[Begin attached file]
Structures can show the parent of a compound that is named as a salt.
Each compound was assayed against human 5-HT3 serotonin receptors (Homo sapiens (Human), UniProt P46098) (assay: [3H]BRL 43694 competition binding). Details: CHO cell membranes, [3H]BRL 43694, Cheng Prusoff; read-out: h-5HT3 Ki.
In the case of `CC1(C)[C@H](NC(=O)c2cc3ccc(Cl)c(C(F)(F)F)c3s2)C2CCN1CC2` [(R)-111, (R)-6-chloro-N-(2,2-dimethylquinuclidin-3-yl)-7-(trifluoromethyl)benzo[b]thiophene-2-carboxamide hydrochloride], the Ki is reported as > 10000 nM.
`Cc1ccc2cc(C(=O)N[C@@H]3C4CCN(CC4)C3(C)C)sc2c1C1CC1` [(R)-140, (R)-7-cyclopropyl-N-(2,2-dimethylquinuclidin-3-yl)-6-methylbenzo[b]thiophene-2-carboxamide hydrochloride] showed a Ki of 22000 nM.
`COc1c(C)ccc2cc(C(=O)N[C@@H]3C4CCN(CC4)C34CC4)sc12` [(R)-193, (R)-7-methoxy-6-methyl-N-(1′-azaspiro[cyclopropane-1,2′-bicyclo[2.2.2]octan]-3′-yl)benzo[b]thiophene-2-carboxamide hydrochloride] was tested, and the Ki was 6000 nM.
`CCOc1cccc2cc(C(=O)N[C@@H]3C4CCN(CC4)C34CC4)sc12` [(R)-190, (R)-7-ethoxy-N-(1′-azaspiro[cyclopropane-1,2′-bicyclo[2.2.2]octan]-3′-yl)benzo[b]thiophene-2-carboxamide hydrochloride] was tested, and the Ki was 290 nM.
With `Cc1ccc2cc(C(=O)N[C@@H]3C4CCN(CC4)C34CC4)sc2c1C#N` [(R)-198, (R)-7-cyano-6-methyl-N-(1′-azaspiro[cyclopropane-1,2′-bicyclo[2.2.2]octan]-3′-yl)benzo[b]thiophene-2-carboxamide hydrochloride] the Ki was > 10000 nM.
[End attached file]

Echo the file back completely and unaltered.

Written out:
Structures can show the parent of a compound that is named as a salt.
Each compound was assayed against human 5-HT3 serotonin receptors (Homo sapiens (Human), UniProt P46098) (assay: [3H]BRL 43694 competition binding). Details: CHO cell membranes, [3H]BRL 43694, Cheng Prusoff; read-out: h-5HT3 Ki.
In the case of `CC1(C)[C@H](NC(=O)c2cc3ccc(Cl)c(C(F)(F)F)c3s2)C2CCN1CC2` [(R)-111, (R)-6-chloro-N-(2,2-dimethylquinuclidin-3-yl)-7-(trifluoromethyl)benzo[b]thiophene-2-carboxamide hydrochloride], the Ki is reported as > 10000 nM.
`Cc1ccc2cc(C(=O)N[C@@H]3C4CCN(CC4)C3(C)C)sc2c1C1CC1` [(R)-140, (R)-7-cyclopropyl-N-(2,2-dimethylquinuclidin-3-yl)-6-methylbenzo[b]thiophene-2-carboxamide hydrochloride] showed a Ki of 22000 nM.
`COc1c(C)ccc2cc(C(=O)N[C@@H]3C4CCN(CC4)C34CC4)sc12` [(R)-193, (R)-7-methoxy-6-methyl-N-(1′-azaspiro[cyclopropane-1,2′-bicyclo[2.2.2]octan]-3′-yl)benzo[b]thiophene-2-carboxamide hydrochloride] was tested, and the Ki was 6000 nM.
`CCOc1cccc2cc(C(=O)N[C@@H]3C4CCN(CC4)C34CC4)sc12` [(R)-190, (R)-7-ethoxy-N-(1′-azaspiro[cyclopropane-1,2′-bicyclo[2.2.2]octan]-3′-yl)benzo[b]thiophene-2-carboxamide hydrochloride] was tested, and the Ki was 290 nM.
With `Cc1ccc2cc(C(=O)N[C@@H]3C4CCN(CC4)C34CC4)sc2c1C#N` [(R)-198, (R)-7-cyano-6-methyl-N-(1′-azaspiro[cyclopropane-1,2′-bicyclo[2.2.2]octan]-3′-yl)benzo[b]thiophene-2-carboxamide hydrochloride] the Ki was > 10000 nM.